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I have a Virtex 6 FPGA running at 200MHz with ADC/DACs on it. I have been converting a WiFi signal (2462MHz) down to a more reasonable IF of 25MHz, sampling, running the signal through taps, tweaking them, and mixing back up. This all works fine.

My issue is that since I am mixing down and sampling at a lower rate, I cannot implement RF level multipath by adjusting the delay in the taps for phase changes, instead I had to adjust it at the IF level instead. This works OK, but it means that timing is off (things like TDOA or stuff with TOF measurements could care about that). It seems like the best way around this (and probably the right way) is to implement a fractional delay filter (FDF), but I am not sure the best way to do it.

It seems like I need to come up with the coefficients for the taps, but I cannot seem to glean that out of the whitepapers I've read on FDF. Any ideas?

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  • $\begingroup$ The "Interpolation in Digital Modems" papers by Gardner are a good reference for polynomial-interpolation-based fractional delay lines. They are quite amenable to hardware implementation using a Farrow structure. $\endgroup$ – Jason R May 30 '13 at 19:52
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I usually do this by creating a low pass filter that entirely passes through the signal that I want to delay. I create the LPF "manually" by creating a windowed sinc function. Something along the lines of-

filt = sinc(-80:.8:80);
filt = filt .* hamming(length(filt)).';

This gets you a filter that passes about 80% of the nyquist region (the 80% is set by the .8 increment in the sinc indexing). To get a fractional delay you simply include the fractional delay in the calculation of your filter. Adding a constant to the sinc indexing delays the filter by $\frac{constant}{increment}$ samples. For instance, in the case of the filter above, adding 0.1 would create a fractional delay of $\frac{0.1}{0.8}$ samples, or $0.125$ samples.

filt = sinc((-80:.8:80) + .1);
filt = filt .* hamming(length(filt)).';

This works because filtering is a linear operation and delaying the filter is equivalent to convolving your original LPF with a fractionally delayed delta function. Since linearity implies that the associative property holds, convolving your signal with the delayed LPF is equivalent to convolving your signal with a fractionally delayed delta function and then filtering it with the "undelayed" LPF.

Note: When creating the "undelayed" LPF you must make sure that the indices are symmetric. The easiest way to do that is to make sure the start and end points are integer multiples of your indexing increment. That is why I used +/- 80 for an increment of 0.8.

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  • $\begingroup$ This sounds very reasonable. So this would give the coefficients for 201 taps, right? I guess I am confused as to how you chose .8 and +/-80 though. I understand the relationship between the two, but how did you come up with them for your example (trying to visualize what I would want for my scenario)? $\endgroup$ – toozie21 May 31 '13 at 15:37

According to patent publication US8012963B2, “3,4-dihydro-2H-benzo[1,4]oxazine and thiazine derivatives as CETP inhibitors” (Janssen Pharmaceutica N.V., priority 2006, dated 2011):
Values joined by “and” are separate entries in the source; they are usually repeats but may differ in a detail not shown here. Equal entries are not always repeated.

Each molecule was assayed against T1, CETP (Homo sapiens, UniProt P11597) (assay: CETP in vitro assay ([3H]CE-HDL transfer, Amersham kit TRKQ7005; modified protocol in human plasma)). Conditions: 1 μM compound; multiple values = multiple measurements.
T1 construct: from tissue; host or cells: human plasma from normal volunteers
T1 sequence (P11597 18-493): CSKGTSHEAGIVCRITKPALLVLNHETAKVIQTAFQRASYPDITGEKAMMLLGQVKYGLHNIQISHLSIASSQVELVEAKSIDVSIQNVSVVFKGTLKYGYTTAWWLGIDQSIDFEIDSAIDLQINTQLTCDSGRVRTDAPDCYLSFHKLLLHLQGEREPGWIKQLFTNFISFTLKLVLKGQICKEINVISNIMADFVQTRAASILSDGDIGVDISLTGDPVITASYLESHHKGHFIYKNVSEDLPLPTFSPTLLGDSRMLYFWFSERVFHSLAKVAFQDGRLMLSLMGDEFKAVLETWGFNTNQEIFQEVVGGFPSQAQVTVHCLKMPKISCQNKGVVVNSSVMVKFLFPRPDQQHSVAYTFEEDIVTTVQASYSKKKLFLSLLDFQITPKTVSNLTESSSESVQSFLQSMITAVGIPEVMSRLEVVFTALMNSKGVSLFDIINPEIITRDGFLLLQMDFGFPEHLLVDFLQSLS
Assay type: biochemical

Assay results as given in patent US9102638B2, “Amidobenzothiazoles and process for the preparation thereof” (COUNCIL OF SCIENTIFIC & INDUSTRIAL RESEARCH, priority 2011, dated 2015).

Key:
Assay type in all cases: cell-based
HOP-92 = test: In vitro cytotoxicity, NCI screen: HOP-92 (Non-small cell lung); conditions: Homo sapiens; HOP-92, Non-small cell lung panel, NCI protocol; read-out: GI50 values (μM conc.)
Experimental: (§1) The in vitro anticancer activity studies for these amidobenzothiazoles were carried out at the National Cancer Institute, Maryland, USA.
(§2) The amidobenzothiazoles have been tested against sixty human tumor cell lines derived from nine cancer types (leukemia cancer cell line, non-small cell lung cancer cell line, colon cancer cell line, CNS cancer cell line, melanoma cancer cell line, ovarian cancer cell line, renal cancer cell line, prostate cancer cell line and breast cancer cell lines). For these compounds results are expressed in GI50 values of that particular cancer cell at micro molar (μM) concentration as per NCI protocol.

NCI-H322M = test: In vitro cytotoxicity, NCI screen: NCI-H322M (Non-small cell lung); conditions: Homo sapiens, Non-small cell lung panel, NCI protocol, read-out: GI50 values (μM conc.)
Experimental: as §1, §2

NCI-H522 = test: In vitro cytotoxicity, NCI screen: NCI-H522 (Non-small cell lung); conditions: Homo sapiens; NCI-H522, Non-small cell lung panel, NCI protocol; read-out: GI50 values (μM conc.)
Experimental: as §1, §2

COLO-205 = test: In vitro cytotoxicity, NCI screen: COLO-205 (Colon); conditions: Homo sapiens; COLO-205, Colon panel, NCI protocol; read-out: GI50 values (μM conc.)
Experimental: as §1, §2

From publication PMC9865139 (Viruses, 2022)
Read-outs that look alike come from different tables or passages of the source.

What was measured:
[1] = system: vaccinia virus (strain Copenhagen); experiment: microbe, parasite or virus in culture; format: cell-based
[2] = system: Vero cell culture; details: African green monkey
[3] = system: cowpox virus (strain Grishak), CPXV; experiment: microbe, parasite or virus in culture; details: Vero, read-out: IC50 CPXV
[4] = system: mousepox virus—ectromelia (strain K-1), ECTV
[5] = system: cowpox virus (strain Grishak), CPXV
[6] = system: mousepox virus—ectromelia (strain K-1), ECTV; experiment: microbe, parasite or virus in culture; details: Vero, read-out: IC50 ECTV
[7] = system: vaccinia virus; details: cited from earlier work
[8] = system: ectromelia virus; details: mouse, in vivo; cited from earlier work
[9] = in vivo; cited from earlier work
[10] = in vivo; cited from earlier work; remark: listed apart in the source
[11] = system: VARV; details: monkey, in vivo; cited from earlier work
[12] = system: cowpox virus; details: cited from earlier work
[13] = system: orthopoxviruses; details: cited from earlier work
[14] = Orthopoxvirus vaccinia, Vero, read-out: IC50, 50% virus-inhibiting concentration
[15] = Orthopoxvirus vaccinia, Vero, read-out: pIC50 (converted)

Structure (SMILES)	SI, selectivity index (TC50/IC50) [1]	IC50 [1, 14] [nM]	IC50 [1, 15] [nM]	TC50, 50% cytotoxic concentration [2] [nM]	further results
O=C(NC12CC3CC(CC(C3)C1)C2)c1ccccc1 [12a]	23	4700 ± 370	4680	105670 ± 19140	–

• $\begingroup$ I'm a doofus, I see what you were doing now. 200 taps * 0.125 samples, is 25 samples, which is my IF in this case. The .8 is set by choosing to allow 80% of the signal through, and then the .1 is chosen to get the 25MHz IF. That right? So if I wanted to have .0625 samples and still allow 80% through, I would need since((-80:.8:80)+0.05), right? Does this mean that since my sample rate is 200MHz, I can't get by with less than 200 taps (thinking ahead to implementing on the FPGA)? $\endgroup$ – toozie21 May 31 '13 at 16:40
  • $\begingroup$ The number of taps is somewhat arbitrary. With more taps you get "better" cutoff performance, but since you aren't really trying to filter out anything that doesn't really matter much, so yes, I'm sure that you could get away with fewer taps. And yes, adding 0.05 would get you a delay of .0625 samples. $\endgroup$ – Jim Clay May 31 '13 at 17:04
  • $\begingroup$ OK, thanks. I guess as I stare at it, the one thing I don't quit get is how it is implemented. Your above steps are done once to come up with the tap coefficients, right? Then how would I use that to come up with the value of the incoming signal say 1/4 of the way between samples? $\endgroup$ – toozie21 Jun 3 '13 at 17:54
  • $\begingroup$ Come up with filter coefficients that delay by 1/4 sample, and then filter the signal with that filter. $\endgroup$ – Jim Clay Jun 3 '13 at 19:09
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The paper:

P.J. Kootsookos and R.C. Williamson, “FIR Approximation of Fractional Sample Delay Systems,” IEEE Transactions on Circuits and Systems II: Analog and Digital Signal Processing, vol. 43(3), March 1996, pp. 269-271.

might be of interest. It shows that three distinct approaches to fractional sample delay FIR filter design are all essentially equivalent. A preprint is available here.

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As mentioned, the farrow implementation is good for HW & FPGAs. If you don't have access to the IEEE paper, there is a block diagram available here:

http://www.dsptemplates.com/doc/classSPUC_1_1farrow.html

Also, spuc code at sourceforge.net should have a c++ implementation.

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